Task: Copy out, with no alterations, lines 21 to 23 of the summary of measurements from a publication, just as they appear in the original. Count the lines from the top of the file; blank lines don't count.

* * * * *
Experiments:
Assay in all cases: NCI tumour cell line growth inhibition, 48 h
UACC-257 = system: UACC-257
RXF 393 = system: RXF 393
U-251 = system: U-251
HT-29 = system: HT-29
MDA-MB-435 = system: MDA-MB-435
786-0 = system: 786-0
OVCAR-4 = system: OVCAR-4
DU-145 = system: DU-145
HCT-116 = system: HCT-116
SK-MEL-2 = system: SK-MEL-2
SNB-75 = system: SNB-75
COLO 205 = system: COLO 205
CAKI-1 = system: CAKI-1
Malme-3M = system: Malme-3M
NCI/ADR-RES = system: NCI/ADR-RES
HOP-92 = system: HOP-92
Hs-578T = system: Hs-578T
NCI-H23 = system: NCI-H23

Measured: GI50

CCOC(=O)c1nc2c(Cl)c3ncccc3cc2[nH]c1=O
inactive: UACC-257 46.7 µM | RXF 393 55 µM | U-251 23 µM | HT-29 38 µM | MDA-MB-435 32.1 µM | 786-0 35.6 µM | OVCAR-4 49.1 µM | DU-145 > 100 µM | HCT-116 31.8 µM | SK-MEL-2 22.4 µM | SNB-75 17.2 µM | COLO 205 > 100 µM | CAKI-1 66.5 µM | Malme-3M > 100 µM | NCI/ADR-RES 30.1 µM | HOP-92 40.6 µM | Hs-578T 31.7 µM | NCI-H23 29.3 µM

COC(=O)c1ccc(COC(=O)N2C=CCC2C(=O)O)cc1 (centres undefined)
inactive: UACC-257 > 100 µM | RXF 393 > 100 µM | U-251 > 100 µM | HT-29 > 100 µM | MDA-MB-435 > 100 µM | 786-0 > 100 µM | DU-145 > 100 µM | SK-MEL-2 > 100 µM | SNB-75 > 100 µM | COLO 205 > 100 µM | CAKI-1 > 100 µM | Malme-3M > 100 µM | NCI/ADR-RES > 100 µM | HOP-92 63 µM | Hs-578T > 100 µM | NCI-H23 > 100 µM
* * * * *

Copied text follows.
Measured: GI50

CCOC(=O)c1nc2c(Cl)c3ncccc3cc2[nH]c1=O
inactive: UACC-257 46.7 µM | RXF 393 55 µM | U-251 23 µM | HT-29 38 µM | MDA-MB-435 32.1 µM | 786-0 35.6 µM | OVCAR-4 49.1 µM | DU-145 > 100 µM | HCT-116 31.8 µM | SK-MEL-2 22.4 µM | SNB-75 17.2 µM | COLO 205 > 100 µM | CAKI-1 66.5 µM | Malme-3M > 100 µM | NCI/ADR-RES 30.1 µM | HOP-92 40.6 µM | Hs-578T 31.7 µM | NCI-H23 29.3 µM